Gender Reveal Parties: Silly or Something More?


“A gender what?” The first time my wife told me about a gender reveal party, my eyes nearly rolled back into my head. It seemed like another excuse to fashion a Pinterest-perfect moment.

USA Today confirms that “the rise of the gender reveal party seems inextricably tied to social media. Search YouTube and you can watch more than 500,000 videos of expectant couples slicing cakes, setting off smoke bombs and bashing piñatas to expose one of two colors: pink or blue.”

Between church, school, and social occasions, I saw no need to add another event to our brimming schedule. But then, one morning, my wife rolled over and popped the news that she was pregnant. Twelve weeks later, it was my job to design invitations and help plan our gender reveal party. And surprisingly, those twelve weeks shifted my perspective. While it may be Hallmarkesque, there is something more significant about gender reveal parties than creating content for Instagram. In a world that rejects the biblical gender binary, gender reveal parties join the Creator in celebrating male and female as “very good.”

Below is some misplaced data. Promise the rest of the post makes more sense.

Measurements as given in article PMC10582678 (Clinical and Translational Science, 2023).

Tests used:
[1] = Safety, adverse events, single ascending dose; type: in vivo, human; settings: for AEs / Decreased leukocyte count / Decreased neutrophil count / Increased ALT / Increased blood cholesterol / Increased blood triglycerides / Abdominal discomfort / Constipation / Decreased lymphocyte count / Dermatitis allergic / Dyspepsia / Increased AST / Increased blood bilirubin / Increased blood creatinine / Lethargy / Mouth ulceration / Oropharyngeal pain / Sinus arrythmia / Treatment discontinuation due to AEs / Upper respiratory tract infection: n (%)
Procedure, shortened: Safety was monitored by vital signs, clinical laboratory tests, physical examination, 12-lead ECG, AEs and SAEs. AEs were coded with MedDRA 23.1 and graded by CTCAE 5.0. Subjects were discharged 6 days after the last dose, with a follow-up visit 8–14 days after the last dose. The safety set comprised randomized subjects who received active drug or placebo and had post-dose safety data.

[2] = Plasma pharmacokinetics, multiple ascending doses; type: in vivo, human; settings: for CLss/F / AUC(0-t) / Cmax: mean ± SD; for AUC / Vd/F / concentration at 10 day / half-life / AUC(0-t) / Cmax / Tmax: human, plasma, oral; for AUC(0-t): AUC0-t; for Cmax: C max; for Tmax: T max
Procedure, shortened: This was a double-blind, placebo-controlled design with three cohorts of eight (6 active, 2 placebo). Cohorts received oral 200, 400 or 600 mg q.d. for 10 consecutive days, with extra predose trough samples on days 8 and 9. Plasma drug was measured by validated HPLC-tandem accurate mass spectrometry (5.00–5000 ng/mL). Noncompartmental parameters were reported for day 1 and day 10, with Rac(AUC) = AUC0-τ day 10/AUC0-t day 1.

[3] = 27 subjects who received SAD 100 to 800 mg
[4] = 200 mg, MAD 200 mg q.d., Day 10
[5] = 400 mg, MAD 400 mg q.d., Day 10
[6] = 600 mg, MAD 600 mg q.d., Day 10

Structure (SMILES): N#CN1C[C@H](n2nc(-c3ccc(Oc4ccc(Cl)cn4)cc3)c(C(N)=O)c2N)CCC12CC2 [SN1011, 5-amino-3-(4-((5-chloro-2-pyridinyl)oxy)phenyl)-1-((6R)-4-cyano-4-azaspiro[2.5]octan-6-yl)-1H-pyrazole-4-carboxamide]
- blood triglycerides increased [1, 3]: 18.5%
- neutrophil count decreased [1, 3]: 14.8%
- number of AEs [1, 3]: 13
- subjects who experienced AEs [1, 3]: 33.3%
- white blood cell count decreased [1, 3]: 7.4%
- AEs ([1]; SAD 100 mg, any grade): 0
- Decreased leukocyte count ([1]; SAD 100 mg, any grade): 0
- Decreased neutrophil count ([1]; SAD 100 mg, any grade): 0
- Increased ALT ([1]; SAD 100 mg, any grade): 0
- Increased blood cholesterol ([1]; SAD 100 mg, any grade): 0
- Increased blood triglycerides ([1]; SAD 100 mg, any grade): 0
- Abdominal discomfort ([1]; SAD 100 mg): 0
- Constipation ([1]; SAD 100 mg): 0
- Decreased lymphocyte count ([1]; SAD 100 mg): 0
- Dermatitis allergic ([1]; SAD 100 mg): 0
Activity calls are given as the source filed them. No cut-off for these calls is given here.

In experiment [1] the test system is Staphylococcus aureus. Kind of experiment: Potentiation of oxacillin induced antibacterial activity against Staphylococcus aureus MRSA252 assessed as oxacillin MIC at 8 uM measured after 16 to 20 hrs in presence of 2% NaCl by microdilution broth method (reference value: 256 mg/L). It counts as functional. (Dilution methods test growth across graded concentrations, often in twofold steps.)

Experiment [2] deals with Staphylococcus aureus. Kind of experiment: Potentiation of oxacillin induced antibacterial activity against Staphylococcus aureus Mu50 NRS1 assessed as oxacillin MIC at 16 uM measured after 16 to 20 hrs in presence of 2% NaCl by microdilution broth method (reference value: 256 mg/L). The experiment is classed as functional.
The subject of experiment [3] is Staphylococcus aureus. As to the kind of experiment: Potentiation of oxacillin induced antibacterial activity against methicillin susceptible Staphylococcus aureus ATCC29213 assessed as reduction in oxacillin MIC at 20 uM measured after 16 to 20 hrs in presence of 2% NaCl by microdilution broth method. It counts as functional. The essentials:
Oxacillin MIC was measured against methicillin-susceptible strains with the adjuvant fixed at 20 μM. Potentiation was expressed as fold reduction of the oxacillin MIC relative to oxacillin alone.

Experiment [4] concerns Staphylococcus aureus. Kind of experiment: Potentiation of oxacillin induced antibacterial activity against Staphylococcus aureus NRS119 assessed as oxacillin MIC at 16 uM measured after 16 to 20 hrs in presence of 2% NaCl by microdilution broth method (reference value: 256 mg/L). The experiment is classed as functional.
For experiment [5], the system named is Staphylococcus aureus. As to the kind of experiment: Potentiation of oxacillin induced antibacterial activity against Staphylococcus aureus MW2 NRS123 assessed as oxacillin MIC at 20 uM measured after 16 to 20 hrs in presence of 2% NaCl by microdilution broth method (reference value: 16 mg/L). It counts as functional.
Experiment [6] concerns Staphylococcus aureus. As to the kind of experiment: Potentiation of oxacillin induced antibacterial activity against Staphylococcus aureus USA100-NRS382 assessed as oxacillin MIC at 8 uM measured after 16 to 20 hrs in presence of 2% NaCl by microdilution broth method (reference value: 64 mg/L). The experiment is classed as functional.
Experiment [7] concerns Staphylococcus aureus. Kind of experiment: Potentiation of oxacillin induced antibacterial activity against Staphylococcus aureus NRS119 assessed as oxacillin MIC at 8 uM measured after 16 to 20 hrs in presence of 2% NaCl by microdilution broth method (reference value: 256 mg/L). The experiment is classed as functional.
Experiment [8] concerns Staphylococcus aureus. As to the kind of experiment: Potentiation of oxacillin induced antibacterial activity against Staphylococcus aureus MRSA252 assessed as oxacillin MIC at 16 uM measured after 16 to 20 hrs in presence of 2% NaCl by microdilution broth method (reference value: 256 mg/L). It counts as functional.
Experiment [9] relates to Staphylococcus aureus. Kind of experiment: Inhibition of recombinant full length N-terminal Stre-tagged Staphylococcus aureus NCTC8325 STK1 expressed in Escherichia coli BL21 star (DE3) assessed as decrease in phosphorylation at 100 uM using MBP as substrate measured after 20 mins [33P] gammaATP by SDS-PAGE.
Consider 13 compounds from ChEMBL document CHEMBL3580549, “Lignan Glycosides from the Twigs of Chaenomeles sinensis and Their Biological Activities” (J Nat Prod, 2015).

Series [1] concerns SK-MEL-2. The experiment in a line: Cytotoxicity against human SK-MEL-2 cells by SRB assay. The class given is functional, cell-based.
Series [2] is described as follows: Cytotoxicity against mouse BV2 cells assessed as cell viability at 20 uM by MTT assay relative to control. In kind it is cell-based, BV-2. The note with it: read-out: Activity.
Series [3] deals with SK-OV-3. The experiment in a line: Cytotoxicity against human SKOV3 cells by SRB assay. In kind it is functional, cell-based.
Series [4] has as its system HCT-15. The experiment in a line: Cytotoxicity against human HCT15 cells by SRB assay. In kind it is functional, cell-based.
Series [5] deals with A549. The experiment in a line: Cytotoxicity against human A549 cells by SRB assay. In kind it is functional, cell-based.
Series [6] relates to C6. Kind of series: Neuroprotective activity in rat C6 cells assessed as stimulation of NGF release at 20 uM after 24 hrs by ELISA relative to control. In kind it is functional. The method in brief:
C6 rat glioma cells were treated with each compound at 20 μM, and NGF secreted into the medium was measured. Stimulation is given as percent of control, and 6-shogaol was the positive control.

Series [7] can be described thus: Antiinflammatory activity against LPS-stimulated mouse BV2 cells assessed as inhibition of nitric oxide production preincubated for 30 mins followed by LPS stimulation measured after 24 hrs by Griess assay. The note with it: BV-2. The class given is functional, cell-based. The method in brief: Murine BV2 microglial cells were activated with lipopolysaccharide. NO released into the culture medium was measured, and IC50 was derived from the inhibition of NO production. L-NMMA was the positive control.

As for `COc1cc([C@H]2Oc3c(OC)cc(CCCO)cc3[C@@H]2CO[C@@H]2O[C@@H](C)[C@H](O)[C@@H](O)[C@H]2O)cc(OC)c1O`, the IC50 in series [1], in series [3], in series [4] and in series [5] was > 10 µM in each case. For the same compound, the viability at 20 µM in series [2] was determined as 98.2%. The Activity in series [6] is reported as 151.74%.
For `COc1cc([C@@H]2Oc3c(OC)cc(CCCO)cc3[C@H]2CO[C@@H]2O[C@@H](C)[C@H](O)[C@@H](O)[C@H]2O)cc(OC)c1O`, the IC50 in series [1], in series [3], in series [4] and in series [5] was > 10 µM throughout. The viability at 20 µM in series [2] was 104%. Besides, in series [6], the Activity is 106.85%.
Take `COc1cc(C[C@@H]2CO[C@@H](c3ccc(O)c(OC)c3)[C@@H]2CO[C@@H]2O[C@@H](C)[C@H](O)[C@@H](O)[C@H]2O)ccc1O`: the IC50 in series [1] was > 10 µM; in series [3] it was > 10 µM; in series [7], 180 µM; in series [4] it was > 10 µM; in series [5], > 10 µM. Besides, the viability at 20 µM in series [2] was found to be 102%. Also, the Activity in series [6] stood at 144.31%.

The Redefinition of Gender

Nearly every popular article about gender reveal parties raises objections to the symbolism of pink and blue. For centuries, the words “gender” and “sex” were essentially synonymous, but today many believe that gender is a matter of self-conception and not necessarily linked to one’s biological sex. For example, Tinder’s 2016 update included 37 gender identity options, including agender and genderqueer. Many champion pronouns such as “they” to replace “he” and “she.”